HBO is teaming with James Gandolfini to develop an U.S. version of the hit French Canadian single-camera comedy series Taxi-22 as a potential starring vehicle for the Sopranos star. The project, to be written by comedy veteran Dave Flebotte, (Desperate Housewives) centers on a politically incorrect cab driver in New York City struggling to keep his life together. It is being developed at Gandolfini’s Attaboy Films production company, which has a deal with HBO. Gandolfini is executive producing with Flebotte, Gandolfini’s managers Nancy Sanders and Mark Armstrong, Dennis Erdman, Clark Peterson and the creators of the original series Patrick Huard and Francois Flamand. Robert Horn is a consultant. Huard, a top Canadian comedian, also stars on the Canadian series, now in its fourth season. Erdman and Peterson licensed the format rights from Huard and Flamand and brought the project to HBO and Gandolfini.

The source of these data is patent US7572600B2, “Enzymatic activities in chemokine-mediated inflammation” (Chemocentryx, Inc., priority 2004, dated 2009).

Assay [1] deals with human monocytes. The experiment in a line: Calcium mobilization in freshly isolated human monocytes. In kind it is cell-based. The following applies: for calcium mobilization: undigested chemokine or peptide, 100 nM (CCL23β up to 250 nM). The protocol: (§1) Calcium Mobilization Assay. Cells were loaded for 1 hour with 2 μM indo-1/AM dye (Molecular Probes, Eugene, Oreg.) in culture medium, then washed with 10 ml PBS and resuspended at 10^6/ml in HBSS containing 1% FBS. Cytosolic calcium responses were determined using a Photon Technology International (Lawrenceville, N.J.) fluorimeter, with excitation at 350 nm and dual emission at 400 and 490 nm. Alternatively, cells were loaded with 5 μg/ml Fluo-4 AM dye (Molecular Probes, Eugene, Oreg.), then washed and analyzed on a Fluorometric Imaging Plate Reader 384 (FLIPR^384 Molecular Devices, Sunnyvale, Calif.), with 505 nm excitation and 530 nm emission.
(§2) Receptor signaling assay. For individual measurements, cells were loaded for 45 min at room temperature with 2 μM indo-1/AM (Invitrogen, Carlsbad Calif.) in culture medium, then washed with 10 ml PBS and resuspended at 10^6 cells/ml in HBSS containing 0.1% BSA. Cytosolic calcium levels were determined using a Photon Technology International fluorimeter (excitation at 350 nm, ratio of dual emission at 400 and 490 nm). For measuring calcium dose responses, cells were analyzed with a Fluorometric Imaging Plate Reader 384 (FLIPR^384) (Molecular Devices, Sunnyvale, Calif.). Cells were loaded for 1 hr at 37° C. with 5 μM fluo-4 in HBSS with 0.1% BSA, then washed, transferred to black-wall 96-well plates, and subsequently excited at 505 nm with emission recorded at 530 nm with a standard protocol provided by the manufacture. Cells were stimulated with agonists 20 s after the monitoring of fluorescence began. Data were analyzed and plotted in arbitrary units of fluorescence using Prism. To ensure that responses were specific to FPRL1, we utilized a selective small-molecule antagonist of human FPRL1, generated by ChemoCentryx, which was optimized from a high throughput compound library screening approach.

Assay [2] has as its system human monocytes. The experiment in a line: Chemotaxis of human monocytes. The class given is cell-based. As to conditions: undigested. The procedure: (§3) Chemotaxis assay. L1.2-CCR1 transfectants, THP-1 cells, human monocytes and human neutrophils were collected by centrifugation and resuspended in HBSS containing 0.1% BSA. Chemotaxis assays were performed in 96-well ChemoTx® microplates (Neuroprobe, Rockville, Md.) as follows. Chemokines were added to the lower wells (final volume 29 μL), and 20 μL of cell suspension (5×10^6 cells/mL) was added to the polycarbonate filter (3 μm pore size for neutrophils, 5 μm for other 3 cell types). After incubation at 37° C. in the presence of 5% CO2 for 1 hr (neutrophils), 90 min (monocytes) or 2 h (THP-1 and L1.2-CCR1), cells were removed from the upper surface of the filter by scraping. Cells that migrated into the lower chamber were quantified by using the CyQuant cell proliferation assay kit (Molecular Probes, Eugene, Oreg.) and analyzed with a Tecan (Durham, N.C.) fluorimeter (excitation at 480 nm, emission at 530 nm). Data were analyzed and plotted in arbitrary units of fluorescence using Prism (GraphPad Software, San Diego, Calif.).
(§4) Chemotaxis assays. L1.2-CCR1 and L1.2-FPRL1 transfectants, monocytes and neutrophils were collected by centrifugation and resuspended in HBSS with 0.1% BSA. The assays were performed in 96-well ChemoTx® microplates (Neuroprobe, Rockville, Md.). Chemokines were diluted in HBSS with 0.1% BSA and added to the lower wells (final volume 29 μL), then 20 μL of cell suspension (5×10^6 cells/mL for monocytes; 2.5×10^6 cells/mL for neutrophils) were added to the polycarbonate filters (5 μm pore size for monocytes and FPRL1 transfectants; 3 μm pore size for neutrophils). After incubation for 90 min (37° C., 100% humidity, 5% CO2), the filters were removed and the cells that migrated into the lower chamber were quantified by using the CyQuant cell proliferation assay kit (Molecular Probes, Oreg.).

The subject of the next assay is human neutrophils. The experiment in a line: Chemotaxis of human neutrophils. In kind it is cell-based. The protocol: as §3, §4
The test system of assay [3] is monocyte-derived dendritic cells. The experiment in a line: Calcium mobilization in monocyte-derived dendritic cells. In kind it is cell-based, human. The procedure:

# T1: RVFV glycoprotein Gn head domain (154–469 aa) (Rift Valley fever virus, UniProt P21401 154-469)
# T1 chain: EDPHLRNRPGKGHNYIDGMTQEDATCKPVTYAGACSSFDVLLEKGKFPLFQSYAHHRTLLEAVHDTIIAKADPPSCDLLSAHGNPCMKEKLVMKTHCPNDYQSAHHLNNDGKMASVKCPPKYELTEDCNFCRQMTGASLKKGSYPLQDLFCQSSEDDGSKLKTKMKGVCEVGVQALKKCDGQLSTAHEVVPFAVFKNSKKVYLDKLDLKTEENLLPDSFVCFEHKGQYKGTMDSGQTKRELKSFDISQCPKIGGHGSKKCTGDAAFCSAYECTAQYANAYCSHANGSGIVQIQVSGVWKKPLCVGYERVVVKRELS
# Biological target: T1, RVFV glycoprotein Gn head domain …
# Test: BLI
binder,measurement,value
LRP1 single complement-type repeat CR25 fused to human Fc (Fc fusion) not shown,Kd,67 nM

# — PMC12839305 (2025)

Gandolfini has been under a deal at HBO since 2006 and has flirted with a number of series projects, including one that would’ve had him portray a Roger Ailes-type character at a cable news channel, but is yet to commit to star in its follow-up series to The Sopranos. Another potential candidate is a show set in the Arctic, which is in very preliminary stages. On the film side, Attaboy has been developing with HBO Hemingway, a feature about the tempestuous romance between Ernest Hemingway and war correspondent Martha Gellhorn, as a starring vehicle for Gandolfini. Gandolfini also executive produced the HBO documentary Alive Day Memories: Home From Iraq.
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